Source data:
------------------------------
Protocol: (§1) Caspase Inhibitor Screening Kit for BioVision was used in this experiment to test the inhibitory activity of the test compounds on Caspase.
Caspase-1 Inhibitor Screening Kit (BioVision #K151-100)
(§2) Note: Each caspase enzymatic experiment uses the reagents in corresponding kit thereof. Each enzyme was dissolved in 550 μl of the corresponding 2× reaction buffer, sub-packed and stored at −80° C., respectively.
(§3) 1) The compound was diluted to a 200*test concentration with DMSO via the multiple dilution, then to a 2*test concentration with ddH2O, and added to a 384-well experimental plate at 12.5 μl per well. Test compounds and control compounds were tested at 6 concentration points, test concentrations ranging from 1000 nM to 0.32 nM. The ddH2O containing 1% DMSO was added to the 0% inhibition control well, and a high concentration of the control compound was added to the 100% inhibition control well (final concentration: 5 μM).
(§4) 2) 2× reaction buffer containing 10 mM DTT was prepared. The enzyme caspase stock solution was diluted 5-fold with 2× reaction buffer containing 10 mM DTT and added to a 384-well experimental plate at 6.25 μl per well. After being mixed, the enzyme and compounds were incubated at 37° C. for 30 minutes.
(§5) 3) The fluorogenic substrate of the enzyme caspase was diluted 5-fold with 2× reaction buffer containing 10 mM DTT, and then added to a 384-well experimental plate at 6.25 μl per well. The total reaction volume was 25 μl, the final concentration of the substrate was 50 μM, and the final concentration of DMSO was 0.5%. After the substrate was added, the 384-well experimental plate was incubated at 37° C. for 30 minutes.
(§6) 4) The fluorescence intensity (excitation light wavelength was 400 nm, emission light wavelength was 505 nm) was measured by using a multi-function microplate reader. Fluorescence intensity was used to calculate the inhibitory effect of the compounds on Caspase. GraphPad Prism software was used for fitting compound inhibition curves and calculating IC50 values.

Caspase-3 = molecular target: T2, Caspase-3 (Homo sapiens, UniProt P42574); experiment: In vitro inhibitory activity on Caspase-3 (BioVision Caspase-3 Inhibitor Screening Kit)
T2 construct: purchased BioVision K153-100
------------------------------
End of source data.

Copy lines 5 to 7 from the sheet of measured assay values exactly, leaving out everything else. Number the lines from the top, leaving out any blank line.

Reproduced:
(§4) 2) 2× reaction buffer containing 10 mM DTT was prepared. The enzyme caspase stock solution was diluted 5-fold with 2× reaction buffer containing 10 mM DTT and added to a 384-well experimental plate at 6.25 μl per well. After being mixed, the enzyme and compounds were incubated at 37° C. for 30 minutes.
(§5) 3) The fluorogenic substrate of the enzyme caspase was diluted 5-fold with 2× reaction buffer containing 10 mM DTT, and then added to a 384-well experimental plate at 6.25 μl per well. The total reaction volume was 25 μl, the final concentration of the substrate was 50 μM, and the final concentration of DMSO was 0.5%. After the substrate was added, the 384-well experimental plate was incubated at 37° C. for 30 minutes.
(§6) 4) The fluorescence intensity (excitation light wavelength was 400 nm, emission light wavelength was 505 nm) was measured by using a multi-function microplate reader. Fluorescence intensity was used to calculate the inhibitory effect of the compounds on Caspase. GraphPad Prism software was used for fitting compound inhibition curves and calculating IC50 values.